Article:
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Bondy campaigns for global change

Bond University graduate Ashleigh Peplow Ball has become the first Australian to be awarded a Global Advocate Fellowship by American based Non-Government Organisation Mama Hope, which provides leadership programs for international aid workers.

Ms Peplow Ball, who hails from Hawthorn, Adelaide and recently graduated from Bond University with a dual degree in International Relations and Communications, is now on a campaign to raise $20,000 for her first international aid project, which will see her travel to Uganda in September.

During her three month mission to the small village of Bundondo - which has no electricity or running water - she will project manage the set up of a community centre, which will become an important meeting point for locals looking to access health care information and conduct community events.

Ms Peplow Ball says she has always had a drive to make a real difference in the world, and her experiences at Bond University and Mama Hope have provided the ideal foundations for her to achieve her goals.

"Last year as part of my final semester at Bond University, I had the opportunity to complete a student exchange program in Mexico. It was my first experience living and working in a developing country, and it cemented my ambition to forge a career empowering people living in less privileged societies," she said.

"Since leaving University in December, I applied and was accepted into the Mama Hope program, which is a bridging course for people like me who want real world experience in developing communities.

"The great thing about Mama Hope is that it is an end to end program - I have to raise the money for my project, then travel to the community to facilitate the work, and when I come back at the end of the year, I will have to complete a report to show that the money was used efficiently.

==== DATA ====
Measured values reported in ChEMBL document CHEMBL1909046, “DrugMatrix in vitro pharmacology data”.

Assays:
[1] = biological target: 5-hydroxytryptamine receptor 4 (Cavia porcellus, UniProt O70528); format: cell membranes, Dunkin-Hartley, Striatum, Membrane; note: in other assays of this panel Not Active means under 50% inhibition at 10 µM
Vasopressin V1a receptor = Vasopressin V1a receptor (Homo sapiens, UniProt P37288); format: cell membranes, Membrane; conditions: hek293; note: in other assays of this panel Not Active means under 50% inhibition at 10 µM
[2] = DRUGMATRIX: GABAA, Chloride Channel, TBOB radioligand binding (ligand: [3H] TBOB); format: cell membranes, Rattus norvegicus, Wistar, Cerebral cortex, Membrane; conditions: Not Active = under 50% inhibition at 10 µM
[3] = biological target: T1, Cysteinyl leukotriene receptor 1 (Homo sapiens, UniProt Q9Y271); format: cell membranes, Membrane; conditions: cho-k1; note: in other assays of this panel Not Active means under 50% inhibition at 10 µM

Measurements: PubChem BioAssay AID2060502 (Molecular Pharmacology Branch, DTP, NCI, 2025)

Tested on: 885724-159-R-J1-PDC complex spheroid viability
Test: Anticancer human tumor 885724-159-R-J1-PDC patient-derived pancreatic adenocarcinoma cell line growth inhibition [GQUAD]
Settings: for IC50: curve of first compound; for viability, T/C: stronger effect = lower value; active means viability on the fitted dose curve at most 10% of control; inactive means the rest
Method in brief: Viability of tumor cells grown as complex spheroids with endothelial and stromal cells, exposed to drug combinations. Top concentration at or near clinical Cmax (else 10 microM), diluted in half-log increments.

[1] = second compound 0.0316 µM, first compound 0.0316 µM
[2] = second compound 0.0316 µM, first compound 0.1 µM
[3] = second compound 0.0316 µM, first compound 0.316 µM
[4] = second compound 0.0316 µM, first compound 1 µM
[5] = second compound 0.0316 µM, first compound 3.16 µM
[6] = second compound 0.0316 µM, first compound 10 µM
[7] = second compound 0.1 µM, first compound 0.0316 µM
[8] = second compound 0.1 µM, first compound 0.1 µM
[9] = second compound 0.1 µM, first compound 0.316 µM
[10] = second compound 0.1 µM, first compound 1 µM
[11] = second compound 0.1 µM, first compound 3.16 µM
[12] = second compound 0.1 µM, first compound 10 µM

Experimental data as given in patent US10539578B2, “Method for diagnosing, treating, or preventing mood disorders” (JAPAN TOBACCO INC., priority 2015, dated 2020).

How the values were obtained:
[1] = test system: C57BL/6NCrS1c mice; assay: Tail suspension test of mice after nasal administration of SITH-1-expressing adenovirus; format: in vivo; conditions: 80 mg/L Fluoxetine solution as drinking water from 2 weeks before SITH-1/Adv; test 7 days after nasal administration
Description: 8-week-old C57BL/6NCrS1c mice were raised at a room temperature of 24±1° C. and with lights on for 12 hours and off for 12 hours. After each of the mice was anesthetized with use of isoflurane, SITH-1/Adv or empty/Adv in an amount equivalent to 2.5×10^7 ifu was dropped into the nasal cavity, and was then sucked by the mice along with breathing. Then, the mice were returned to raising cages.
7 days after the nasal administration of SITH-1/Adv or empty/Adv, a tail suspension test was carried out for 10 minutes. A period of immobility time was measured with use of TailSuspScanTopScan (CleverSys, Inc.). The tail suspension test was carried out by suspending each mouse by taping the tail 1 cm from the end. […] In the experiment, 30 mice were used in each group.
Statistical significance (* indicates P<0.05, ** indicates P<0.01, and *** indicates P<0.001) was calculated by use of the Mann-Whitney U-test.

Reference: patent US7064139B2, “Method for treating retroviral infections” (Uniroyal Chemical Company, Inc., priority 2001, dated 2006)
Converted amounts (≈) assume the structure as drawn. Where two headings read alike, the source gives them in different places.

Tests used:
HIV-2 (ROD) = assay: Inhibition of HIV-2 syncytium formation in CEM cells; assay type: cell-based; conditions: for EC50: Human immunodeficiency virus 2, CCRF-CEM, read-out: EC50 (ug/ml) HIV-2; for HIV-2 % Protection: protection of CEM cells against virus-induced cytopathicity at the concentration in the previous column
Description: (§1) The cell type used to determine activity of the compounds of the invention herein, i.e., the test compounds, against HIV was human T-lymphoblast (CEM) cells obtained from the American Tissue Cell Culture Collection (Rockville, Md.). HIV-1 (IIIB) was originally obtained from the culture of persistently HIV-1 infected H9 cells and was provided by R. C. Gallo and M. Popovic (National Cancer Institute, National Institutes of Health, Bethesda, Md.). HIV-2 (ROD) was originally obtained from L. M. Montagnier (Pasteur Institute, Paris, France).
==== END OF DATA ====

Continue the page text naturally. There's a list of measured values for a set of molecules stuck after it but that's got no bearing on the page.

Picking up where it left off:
"In recent years a lot of NGOs have realised that the way we have been giving aid over the past 50 years has not always been effective. What works best is a more grassroots, sustainable approach where the people within the community are given the tools and knowledge to make changes to their own lives.

"My role in Bundondo will be to set up the community centre. The profits from renting out the centre will make the attached health centre, also established by Mama Hope, self-sustainable. The community centre will also offer locals free health advice as a preventative measure and to improve overall living conditions in the area.

"When I return from Uganda I will be moving to Melbourne, and my ultimate goal is to work with a multi-national NGO or maybe even start my own NGO one day.

"With the support and guidance I received at Bond, along with the hands on opportunities I have with Mama Hope, I'm confident I will be able to achieve this."

Bond University Vice Chancellor Professor Tim Brailsford said students like Ashleigh were a credit to not only the University but the wider community.

"Our ethos at Bond University is to understand individual student aspirations, and help guide them in taking that next step by offering relevant internships and partnership programs," he said.

"We recognise that one degree has many different pathways and therefore the journey is student-led.

“We are always pleased to hear about our past students going out into the world and not just making a real difference in their chosen field, but giving back to the community, be that on a local or global scale."

Ashleigh is hosting a number of fundraising events for her cause. 

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